Reminder: some US police departments reject high-IQ candidates


#1

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LA sheriff deputy sad that his drug-dealing side business was spoiled by FBI bust
#2

Well now, I - for one - am somewhat less perplexed by the way things work in our fine nation.

This explains so much.


#3

Apparently, it’s not discrimination because the same test applies to everyone - “Sorry, you’re too female - but it’s ok, because we apply the female test to everyone.”


#4

As ridiculous as this policy is, it’s not discrimination in that way - after all, we’d have no problem with would-be police officers being disqualified for scoring too low on the test, would we?


#5

It is (mostly) illegal to discriminate on the basis of gender. It is completely legal to discriminate on the basis of intelligence. (going with the definition of discrimination of “making a distinction”)


#6

People get turned down for jobs for being “overqualified” all the time.

Seems reasonable to me that smarter people might not be that good at unquestionably following orders and enforcing rules. Perhaps the question should be " do we want police work to be a job that smarter people aren’t well suited to, and if not, how should we change the nature of police work?"


#7

At least he went on to enjoy great success with his ‘Wheel of Time’ series.


#8

Does the military reject people on the basis of too-high IQ?


#9

Nope, they just get drafted into different specialties.


#10

I have three friends who have at various time applied to be cops. All three were rejected. Two for being too smart and one for showing too many signs of independent decision making.

Thus, I have no friends that are cops.


#11

So they wouldn’t hire someone like Arthur Dietrich in New Haven.


#12

It is discrimination in that way. It is not discrimination to exclude someone from a job based on things that are tied to actual job requirements.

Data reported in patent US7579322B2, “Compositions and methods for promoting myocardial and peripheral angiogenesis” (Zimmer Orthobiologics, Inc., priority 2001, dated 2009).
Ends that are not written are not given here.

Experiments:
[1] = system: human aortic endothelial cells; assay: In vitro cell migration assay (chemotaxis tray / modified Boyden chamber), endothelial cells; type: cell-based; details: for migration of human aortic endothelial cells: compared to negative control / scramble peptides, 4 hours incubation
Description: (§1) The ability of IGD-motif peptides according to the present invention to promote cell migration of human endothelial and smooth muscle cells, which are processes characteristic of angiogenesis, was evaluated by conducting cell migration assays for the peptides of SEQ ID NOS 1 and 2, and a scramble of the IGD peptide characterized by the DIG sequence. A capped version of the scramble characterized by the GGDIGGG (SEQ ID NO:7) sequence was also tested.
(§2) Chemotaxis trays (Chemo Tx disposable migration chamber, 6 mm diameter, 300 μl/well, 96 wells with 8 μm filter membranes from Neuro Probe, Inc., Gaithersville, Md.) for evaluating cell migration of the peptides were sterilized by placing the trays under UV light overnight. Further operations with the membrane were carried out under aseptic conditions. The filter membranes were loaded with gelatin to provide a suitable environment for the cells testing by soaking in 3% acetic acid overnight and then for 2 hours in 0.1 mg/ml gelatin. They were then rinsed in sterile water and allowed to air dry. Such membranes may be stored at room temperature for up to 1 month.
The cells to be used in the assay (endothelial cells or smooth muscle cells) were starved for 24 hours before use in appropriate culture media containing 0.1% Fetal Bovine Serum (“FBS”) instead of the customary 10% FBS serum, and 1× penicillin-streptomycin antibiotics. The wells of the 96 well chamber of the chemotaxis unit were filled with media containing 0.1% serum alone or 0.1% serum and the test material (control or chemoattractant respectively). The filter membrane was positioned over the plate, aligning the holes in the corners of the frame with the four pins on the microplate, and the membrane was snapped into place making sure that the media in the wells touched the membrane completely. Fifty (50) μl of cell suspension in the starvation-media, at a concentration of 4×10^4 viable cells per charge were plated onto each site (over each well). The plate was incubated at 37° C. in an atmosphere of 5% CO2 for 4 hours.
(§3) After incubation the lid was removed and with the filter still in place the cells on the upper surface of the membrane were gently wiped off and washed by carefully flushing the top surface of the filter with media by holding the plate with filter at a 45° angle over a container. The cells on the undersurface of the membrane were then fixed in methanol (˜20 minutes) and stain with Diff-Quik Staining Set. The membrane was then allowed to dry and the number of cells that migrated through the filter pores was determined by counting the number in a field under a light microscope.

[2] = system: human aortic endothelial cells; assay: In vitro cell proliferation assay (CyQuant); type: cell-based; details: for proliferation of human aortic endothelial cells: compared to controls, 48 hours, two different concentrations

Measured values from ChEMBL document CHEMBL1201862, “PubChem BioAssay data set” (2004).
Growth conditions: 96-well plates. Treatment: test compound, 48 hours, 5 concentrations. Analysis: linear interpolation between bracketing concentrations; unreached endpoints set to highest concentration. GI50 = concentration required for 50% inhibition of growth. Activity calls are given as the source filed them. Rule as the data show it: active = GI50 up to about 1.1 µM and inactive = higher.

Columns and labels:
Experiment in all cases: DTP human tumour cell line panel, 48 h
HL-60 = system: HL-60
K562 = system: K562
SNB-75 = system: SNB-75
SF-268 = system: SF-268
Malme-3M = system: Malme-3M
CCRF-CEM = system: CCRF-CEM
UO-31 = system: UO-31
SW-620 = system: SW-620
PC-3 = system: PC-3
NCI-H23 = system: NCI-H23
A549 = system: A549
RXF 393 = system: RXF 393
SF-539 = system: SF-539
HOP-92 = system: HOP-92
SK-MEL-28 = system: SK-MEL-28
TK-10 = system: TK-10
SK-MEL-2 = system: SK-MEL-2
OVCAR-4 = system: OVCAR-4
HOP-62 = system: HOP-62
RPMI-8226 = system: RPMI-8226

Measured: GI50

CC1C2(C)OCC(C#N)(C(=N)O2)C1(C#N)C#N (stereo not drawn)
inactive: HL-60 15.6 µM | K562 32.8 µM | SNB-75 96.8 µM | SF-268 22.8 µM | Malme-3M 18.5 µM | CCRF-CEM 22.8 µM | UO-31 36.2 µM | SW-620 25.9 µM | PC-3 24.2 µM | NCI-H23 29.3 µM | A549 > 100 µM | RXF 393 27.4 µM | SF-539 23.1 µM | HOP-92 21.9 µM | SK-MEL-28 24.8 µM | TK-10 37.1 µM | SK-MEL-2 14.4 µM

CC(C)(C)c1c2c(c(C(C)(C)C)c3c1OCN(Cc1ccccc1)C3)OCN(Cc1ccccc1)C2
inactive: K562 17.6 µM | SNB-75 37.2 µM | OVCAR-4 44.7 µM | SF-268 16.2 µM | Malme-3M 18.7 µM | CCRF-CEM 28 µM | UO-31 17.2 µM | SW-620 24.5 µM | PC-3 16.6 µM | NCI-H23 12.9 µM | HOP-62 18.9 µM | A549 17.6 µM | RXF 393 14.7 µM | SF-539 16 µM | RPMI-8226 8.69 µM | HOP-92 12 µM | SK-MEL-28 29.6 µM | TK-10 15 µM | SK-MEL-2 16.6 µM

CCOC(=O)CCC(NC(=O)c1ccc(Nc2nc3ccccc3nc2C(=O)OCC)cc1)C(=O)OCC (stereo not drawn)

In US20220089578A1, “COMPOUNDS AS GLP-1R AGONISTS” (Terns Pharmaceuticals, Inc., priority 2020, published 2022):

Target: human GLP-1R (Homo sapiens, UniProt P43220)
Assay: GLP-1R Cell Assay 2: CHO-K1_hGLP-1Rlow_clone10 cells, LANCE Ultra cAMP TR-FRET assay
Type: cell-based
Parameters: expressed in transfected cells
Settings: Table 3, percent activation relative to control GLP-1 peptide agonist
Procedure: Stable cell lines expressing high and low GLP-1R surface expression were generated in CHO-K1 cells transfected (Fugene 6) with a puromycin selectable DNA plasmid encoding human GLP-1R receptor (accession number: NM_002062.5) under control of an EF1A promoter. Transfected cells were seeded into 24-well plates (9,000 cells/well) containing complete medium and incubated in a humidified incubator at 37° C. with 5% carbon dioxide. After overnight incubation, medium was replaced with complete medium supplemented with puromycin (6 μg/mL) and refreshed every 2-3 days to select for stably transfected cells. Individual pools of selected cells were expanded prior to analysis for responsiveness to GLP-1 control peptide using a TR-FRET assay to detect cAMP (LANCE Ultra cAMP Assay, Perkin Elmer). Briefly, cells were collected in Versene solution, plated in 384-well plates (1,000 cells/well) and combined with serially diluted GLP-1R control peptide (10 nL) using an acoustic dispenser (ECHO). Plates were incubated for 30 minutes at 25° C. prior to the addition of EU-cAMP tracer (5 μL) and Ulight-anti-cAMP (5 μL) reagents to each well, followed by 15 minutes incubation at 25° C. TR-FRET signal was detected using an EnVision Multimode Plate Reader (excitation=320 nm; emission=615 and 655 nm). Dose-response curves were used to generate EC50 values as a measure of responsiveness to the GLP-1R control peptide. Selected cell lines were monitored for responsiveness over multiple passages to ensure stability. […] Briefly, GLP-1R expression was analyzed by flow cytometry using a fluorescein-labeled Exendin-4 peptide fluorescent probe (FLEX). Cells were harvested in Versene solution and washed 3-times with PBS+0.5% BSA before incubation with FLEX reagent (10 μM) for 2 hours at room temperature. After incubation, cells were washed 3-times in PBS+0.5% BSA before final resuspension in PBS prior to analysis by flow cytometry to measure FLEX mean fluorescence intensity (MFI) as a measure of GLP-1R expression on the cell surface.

Rocket Scientists need to understand rockets to be effective rocket scientists. Firefighters have to be able to lift a certain amount of weight to be effective firefighters. Sex workers need to be of the appropriate sex for the target clientele of the brothel to be effective sex workers. Things that would be discriminatory for one job are not discriminatory to another.

On the other hand, if we disqualified a firefighter for being able to lift too much weight, I think eyebrows would rightly rise.

To say that this is not discriminatory is to say that one cannot be an effective police officer if one is too smart.

(On the other hand, at least in my jurisdiction, what counts and does not count as discrimination is based on defined criteria and being very smart is not one of them, so you wouldn’t have much of a legal case unless you went to the supreme court and had that confirm that was a reasonable, logical extension of the existing criteria)


#13

This has not been kept secret at all. The thinking is, an overly smart cop will be inclined to interpret the law in a way the beurocracy didn’t anticipate, so keep them dumb and complient.

If less intelligent cops are more likely to be violent, well, that’s still acting in the beurocracys best interest. It’s not like we’re given a choice or anything.


#14

Reminds me of a Twilight Zone episode that really freaked me out as a kid.


#15

Well a smart officer might be more effective in my book, but my view of appropriate police behavior seems to live on a different planet than police forces’ view of what is appropriate police behavior.

If one of the requirements is “do what you’re told and don’t ask any questions” then intelligence would seem to make for an ineffective officer. Of course I also think that whiny 'fraidy delicate dollies make for bad police (“I had to shoot him because he made me so afraid!”), so what do I know?


#16

I know you’re joking, but intelligence is not one of the 12 protected classes in the US, while sex is.

Not that that has any baring on the matter of whether the police should bar intelligent people from joining.


#17

Applying to join a police force is pretty strong evidence that the applicant is not the kind of person I want doing police work.

YMMV


#18

In this context, it’s useful to qualify the word “discrimination.” “Discrimination” really only means distinguishing, although there’s generally a negative connotation to the word. It’s not illegal discrimination or improper discrimination to choose candidates on the basis of legitimate qualifications. It is discrimination in the broad sense of the word.

This is seems like a semantic nit-pick. However, having seen discussions get derailed on related confusions, I’ve found it useful to discriminate between the meanings of “discriminate.”


#19

Well the reason is obvious. High-IQ detectives are always private. Look at Holmes, Poirot, Marple… heck, the only counterexample I can think of is Clousseau.


#20

Then there was Columbo, but no one knew his IQ because fuck your tests!